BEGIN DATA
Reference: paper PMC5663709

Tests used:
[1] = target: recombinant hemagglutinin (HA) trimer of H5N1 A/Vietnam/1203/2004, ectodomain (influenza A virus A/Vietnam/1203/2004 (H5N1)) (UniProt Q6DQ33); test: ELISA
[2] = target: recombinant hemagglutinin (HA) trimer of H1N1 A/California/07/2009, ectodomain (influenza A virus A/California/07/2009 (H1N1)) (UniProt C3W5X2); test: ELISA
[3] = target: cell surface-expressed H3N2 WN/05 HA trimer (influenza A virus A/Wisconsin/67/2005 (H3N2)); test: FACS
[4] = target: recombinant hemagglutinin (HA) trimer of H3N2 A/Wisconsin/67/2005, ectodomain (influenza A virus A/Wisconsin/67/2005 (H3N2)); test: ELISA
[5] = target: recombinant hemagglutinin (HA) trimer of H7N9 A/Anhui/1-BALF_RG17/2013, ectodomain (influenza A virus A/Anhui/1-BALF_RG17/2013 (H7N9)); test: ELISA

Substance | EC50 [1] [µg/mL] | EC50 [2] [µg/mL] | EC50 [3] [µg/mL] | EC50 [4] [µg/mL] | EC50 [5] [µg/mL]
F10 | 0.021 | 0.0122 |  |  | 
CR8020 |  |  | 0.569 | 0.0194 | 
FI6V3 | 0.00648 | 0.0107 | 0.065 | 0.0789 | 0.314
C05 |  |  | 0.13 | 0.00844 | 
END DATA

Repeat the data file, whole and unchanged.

Reference: paper PMC5663709

Tests used:
[1] = target: recombinant hemagglutinin (HA) trimer of H5N1 A/Vietnam/1203/2004, ectodomain (influenza A virus A/Vietnam/1203/2004 (H5N1)) (UniProt Q6DQ33); test: ELISA
[2] = target: recombinant hemagglutinin (HA) trimer of H1N1 A/California/07/2009, ectodomain (influenza A virus A/California/07/2009 (H1N1)) (UniProt C3W5X2); test: ELISA
[3] = target: cell surface-expressed H3N2 WN/05 HA trimer (influenza A virus A/Wisconsin/67/2005 (H3N2)); test: FACS
[4] = target: recombinant hemagglutinin (HA) trimer of H3N2 A/Wisconsin/67/2005, ectodomain (influenza A virus A/Wisconsin/67/2005 (H3N2)); test: ELISA
[5] = target: recombinant hemagglutinin (HA) trimer of H7N9 A/Anhui/1-BALF_RG17/2013, ectodomain (influenza A virus A/Anhui/1-BALF_RG17/2013 (H7N9)); test: ELISA

Substance | EC50 [1] [µg/mL] | EC50 [2] [µg/mL] | EC50 [3] [µg/mL] | EC50 [4] [µg/mL] | EC50 [5] [µg/mL]
F10 | 0.021 | 0.0122 |  |  | 
CR8020 |  |  | 0.569 | 0.0194 | 
FI6V3 | 0.00648 | 0.0107 | 0.065 | 0.0789 | 0.314
C05 |  |  | 0.13 | 0.00844 | 